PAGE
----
‘There Has Been Complete Transparency’ — Gordhan On SAA, Takatso Deal… Public enterprises minister Pravin Gordhan believes there has been transparency on the SAA deal with the Takatso Consortium despite criticism from some quarters.
The Takatso Consortium is in the process of acquiring a majority 51% stake in the ailing SAA. The deal has, however, come under scrutiny.
There has been concern about whether the government is being open and honest on the acquisition of 51% of SAA by the consortium for R3bn, which would be put towards operational costs of the airline in the next two years. The valuation of SAA assets at R3bn and a notional purchase price of R51, which the consortium will only pay once the airline starts being profitable, were other issues raised by concerned parties.
Gordhan classified the concerns as efforts to undermine the mission to fix SAA which was damaged at the height of state capture.
“Let me assure the public, and honourable members, that there has been absolute transparency in this process and that all the necessary legal processes were complied with, notwithstanding the regrettable efforts by many to sabotage or undermine what is an important project in terms of recovering an SOE from the damage caused by state capture.”
He said there was significant progress made at SAA which has seen the airline taking to the skies again after being placed under administration.
“The airline has begun to operate from September 2021 and there are various routes both domestically and across the African continent that are being pursued.
Let me assure the public … that there has been absolute transparency in this process and that all the necessary legal processes were complied with notwithstanding the regrettable efforts by many to sabotage or undermine what is an important project in terms of recovering an SOE from the damage caused by state capture
Pravin Gordhan, Public entrerprises minister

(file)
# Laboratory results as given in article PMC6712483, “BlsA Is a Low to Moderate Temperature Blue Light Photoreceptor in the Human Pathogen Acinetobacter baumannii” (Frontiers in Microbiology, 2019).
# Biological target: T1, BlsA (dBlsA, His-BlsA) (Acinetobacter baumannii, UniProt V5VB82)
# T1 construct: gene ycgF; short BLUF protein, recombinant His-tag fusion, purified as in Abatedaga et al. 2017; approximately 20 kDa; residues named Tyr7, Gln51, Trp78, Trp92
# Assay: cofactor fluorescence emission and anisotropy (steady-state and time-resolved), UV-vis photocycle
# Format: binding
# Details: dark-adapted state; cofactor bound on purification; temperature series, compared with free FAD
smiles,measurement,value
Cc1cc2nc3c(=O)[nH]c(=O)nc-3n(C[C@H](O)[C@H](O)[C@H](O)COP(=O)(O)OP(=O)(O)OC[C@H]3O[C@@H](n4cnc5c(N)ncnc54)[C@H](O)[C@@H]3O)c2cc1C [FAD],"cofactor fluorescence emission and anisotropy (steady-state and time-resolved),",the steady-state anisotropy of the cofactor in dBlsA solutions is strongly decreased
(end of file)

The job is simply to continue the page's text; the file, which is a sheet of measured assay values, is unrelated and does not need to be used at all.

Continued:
“There are few regulatory processes that need to be concluded before an injection of R3bn working capital by the strategic equity partner takes place and the state is able to consolidate its golden share.”
Gordhan also told parliament about the work being done to fix other SOEs including Eskom, SAA, Denel and others.
This included enhancing the governance and integrity of SOEs at all levels, including in the boards, as well as introducing a new ownership model which will limit the possibility of another state capture.
The government was also working on implementing recommendations by the state capture commission.
Some of the work also had to do with focusing on operational improvements and efficiency of SOEs, improving their financial resilience, reinventing their business models and strategies, building a professional and competent staff base and “actively combat corruption and disruption, whether from within SOEs or from counter-revolutionary quarters/criminals outside SOEs”.
“In this latter context, this morning I heard that the Hendrina power station has been subjected to another act of sabotage. Only insiders could have carried out this crime,” Gordhan said.
He said this was one of the factors driving the announcement by Eskom that it would implement load-shedding this weekend starting at 5pm on Friday.